IOTA’s main feature that makes it suitable for the internet of things is its lack of payment fees. While there are many theoretical use cases for such a system, IOTA has not yet found a real product-market fit. The “use cases” section of the IOTA documentation is sparse and unspecific, saying “The primary focus area is obviously the Internet of Things, especially in areas such as Smart Cities, Infrastructure and Smart Grid, Supply Chain, Transportation and Mobility.” It is not clear whether any of these examples require a steady stream of payments instead of a single upfront payment or a “tab” that can be settled periodically.
In some cases, two parties that do not trust one another will not want to exchange payment upfront or at the end; sending a stream of payments could allow either party to back out of the transaction at any time without losing a significant amount of money. The total addressable market for low-value transactions that require a stream of payments rather than discrete payments is currently quite small and likely does not present enough of a hurdle to justify users’ switching costs.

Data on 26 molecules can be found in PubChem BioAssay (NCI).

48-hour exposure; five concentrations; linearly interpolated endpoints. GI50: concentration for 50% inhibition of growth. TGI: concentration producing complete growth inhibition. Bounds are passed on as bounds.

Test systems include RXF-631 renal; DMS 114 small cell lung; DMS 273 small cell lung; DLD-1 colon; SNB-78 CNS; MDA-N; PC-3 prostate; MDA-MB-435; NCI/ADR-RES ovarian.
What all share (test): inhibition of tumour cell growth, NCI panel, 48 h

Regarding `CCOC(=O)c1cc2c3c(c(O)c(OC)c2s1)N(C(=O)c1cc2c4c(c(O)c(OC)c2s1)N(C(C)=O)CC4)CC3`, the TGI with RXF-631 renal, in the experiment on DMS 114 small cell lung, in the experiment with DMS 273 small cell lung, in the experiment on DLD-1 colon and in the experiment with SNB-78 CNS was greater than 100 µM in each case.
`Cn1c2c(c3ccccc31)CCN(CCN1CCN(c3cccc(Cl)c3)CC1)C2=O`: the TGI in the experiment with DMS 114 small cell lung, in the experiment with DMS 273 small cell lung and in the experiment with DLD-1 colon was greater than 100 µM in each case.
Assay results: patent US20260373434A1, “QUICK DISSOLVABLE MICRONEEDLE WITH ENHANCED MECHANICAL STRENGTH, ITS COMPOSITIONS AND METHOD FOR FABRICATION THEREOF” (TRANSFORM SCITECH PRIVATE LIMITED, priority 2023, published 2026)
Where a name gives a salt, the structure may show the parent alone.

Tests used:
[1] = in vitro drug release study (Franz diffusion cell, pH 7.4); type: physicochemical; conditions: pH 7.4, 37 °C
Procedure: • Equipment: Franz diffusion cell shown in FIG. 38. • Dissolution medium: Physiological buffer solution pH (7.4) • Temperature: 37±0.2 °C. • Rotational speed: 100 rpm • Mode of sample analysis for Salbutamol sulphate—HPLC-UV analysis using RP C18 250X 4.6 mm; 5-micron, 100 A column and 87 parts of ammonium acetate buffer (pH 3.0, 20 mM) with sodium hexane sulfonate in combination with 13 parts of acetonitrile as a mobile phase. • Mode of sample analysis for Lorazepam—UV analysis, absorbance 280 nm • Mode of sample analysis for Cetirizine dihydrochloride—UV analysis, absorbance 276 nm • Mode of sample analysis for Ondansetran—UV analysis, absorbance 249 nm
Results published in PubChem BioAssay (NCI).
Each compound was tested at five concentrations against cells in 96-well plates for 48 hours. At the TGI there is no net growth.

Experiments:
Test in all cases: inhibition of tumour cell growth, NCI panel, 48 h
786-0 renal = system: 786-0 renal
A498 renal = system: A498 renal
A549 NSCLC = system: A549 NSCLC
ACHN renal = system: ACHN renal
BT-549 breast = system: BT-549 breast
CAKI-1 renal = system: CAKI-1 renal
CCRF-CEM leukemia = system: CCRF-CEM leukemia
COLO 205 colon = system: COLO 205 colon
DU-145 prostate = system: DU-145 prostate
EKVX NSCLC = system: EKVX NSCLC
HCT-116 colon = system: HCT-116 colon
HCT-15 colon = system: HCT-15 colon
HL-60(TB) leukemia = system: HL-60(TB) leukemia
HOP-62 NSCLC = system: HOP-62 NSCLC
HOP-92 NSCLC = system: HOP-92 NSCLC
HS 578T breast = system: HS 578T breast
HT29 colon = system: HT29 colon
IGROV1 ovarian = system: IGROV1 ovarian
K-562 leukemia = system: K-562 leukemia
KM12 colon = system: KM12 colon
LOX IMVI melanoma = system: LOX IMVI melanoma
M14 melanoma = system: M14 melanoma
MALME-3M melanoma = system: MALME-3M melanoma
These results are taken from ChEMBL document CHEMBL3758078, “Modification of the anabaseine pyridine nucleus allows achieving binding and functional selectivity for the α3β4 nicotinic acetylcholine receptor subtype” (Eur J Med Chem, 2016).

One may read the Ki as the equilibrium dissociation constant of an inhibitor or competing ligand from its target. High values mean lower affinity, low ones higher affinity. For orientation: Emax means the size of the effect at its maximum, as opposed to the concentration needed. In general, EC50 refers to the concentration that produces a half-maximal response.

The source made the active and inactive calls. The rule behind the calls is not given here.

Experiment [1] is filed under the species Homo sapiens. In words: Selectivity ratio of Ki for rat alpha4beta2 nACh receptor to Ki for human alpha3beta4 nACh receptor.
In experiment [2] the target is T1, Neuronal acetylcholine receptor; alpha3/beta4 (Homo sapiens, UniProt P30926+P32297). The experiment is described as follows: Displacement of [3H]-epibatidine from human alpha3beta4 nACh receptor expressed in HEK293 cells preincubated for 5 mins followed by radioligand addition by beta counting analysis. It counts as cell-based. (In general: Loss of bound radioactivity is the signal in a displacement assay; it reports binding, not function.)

It is possible that this market expands in the future as internet-connected sensors begin to sell data or as new business models like micropayment-enabled mesh networking gain traction. Even in those cases, IOTA will have to compete with layer-two blockchain solutions like Lightning Network, Raiden, and probabilistic micropayments, as well as other fee-less blockchains like EOS.
We have several major concerns with the implementation of IOTA that make us highly skeptical of its lofty claims.
- The IOTA Coordinator is Centralized
- The IOTA network currently relies on a centralized, closed-source “Coordinator” to protect it from attacks.
- The IOTA team has not given clear guidance on when and how this Coordinator will be removed.
- IOTA Requires Hardware Changes to IoT Devices
- In order for IOTA to reach its true potential, hardware changes will have to be implemented in IoT devices to allow them to transact on the IOTA network.
- This could easily become a chicken and egg problem; IOTA can’t grow to its full potential unless these hardware changes are made, and hardware companies won’t be incentivized to add this new hardware unless IOTA becomes the standard for IoT payments and data sharing.
- IOTA’s go-to-market strategy is dependent on its own success and there is no backup plan.
- The Network Has Experienced Downtime
- The IOTA network has been unusable many times, and has also experienced periods of downtime.